Tuesday, 28 June 2016

Teaching - what it means to me

This started out as a quick post to say I have a couple of places in the weekly classes, then it got longer and longer... so make a cup of coffee and relax...

Although I trained as an art teacher, over the years there were relatively short periods spent teaching art. After leaving Art school, I took whatever work was available. I worked in a Reference Library, and then landed my first teaching position coupled with working in the school's library. When I tell you that I was teaching Maths to Grade 7 you'll realise that I was desperate for work. Fortunately the Maths teacher returned from long leave and the school wisely moved me to teaching English to newly arrived immigrants. Subsequent teaching - art to years 8 and 9, at another school, was a lot more in line with my training.

                         
The Ice cream Cone #WAXnext - watercolour and graphite - reference from Sktchy

Now many years later, I'm teaching teaching art full time. I'm running a Studio from home. I love every minute of every day.

My Teaching Model

When deciding on a teaching model for the Studio, I worked on the premise that adults would be best served if they are able to retain their individual identity. I had no wish to teach prescriptively - in other words there would be no handout of the same reference to each person. There would be no " now take out the cerulean blue and this is how we are going to paint the sky..."

Since the Studio is small there is place to accommodate  6 artists. Each artist is able to work in their medium of choice, whether it be watercolour, oils or acrylics. Alternatively they might decide to draw for a term, exploring a range of mediums from graphite to charcoal to playing with ink. Each artist decides on the theme for their own work and works at their own pace. (Admittedly I do tend to say: "Time to wrap this one up and start something new - you can't stroke this one for another three hours")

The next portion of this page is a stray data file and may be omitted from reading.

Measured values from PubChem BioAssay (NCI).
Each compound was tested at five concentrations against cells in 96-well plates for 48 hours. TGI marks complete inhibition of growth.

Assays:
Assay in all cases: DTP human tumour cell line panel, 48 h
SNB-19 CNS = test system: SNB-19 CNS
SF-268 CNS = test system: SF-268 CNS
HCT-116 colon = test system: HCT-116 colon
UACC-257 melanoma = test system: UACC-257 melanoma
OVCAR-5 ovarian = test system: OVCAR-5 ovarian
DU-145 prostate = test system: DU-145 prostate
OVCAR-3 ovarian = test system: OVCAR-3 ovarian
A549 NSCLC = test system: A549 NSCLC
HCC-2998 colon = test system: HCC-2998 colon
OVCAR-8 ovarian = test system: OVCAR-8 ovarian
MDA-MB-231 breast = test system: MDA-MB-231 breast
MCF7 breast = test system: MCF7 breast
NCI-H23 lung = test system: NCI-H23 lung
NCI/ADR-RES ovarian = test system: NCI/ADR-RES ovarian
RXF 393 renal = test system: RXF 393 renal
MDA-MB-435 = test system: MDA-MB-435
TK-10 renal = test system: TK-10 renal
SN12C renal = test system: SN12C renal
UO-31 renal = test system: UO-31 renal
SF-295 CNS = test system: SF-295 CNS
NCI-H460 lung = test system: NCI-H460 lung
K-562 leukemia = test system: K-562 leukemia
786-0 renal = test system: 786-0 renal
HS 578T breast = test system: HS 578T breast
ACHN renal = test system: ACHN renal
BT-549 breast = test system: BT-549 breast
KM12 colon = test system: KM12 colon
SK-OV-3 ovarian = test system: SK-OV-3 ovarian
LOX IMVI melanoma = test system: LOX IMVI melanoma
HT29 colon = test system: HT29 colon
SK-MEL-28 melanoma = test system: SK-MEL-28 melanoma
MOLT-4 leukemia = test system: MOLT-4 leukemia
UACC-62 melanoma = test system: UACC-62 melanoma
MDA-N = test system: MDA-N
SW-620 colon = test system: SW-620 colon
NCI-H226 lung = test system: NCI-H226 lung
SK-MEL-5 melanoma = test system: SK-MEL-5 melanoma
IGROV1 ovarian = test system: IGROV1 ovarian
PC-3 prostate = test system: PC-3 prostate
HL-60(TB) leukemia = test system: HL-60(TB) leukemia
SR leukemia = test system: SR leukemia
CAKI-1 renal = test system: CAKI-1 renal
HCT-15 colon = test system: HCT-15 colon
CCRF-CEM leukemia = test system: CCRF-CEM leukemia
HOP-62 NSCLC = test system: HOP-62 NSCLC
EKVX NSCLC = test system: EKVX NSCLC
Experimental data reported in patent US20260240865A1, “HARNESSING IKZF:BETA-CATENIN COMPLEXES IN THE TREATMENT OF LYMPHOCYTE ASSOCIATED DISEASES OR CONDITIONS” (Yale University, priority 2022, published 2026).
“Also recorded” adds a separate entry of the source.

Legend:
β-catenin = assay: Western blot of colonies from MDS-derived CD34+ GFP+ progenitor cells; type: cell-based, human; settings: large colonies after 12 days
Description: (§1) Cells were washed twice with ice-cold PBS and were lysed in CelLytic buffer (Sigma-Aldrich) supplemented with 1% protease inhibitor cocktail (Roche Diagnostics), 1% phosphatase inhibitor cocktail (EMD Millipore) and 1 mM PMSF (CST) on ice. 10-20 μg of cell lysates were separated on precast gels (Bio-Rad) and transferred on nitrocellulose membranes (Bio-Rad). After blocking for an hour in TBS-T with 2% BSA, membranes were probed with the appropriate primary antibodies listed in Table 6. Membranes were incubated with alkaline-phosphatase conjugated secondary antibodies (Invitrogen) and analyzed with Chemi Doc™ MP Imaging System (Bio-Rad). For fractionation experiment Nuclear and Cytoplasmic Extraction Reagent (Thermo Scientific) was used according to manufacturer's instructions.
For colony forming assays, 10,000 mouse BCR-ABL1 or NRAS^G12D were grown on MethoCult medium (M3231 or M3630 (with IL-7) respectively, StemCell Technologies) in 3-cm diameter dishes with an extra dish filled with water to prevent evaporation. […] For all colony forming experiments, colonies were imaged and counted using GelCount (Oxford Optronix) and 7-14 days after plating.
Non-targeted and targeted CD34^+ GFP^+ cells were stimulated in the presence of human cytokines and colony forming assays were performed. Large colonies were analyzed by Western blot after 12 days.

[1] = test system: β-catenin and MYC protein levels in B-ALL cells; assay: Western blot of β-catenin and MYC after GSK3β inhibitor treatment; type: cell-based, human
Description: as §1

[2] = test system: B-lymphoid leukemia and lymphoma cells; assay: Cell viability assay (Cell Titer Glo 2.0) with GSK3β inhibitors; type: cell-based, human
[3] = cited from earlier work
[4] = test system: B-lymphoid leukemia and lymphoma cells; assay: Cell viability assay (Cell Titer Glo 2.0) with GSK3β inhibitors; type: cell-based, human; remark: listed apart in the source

When there is a workshop the teaching is much more structured. Then new techniques and mediums are investigated in a formal class with step by step instructions.

Moving out of your comfort zone

Part of my way of teaching involves stretching the artists. I do believe that life begins at the end of your comfort zone. Regularly, I encourage trying new methods of working as well as new materials. This can be confronting to those who like the comfort of always working in the same way.

I believe that developing critical skills; learning to assess your own work;  looking at the work of fellow students with a discerning eye; learning how to give constructive criticism is invaluable. I believe that artists need to learn how to change and develop an artwork effectively rather than have a knee-jerk "my work is rubbish" type of criticism. 

When you're a beginner or have returned to art after a long break you can have many insecurities. My aim is to provide a venue where skills can be learned or rediscovered. The Studio has a closed Facebook Group where work completed or in process can be posted. Carol's Studio Group is a sympathetic environment where the artists can post work without exposing oneself to criticism from the world at large.

Making friends

When I moved to Australia the list of people I knew was very short. In addition to my family I knew only a couple of their friends. In establishing the Studio, not only do I have the means to support myself but I now also have a network of friends. The Studio participants too have made lasting friendships and developed a sense of community. The famous coffee break (with coffee from nearby Deja Bru) is an integral part of the Studio experience. And you can still get free tea if you want it...

And the point of this post...

Class Vacancies for Term 3 13th July to 18th September 2016
EDIT 30-06-2016 Wednesday Evenings  6.00 pm to 9.00 pm - places still available
Thursday Mornings      9.00 am to 12.00 pm - Please note that this place has been filled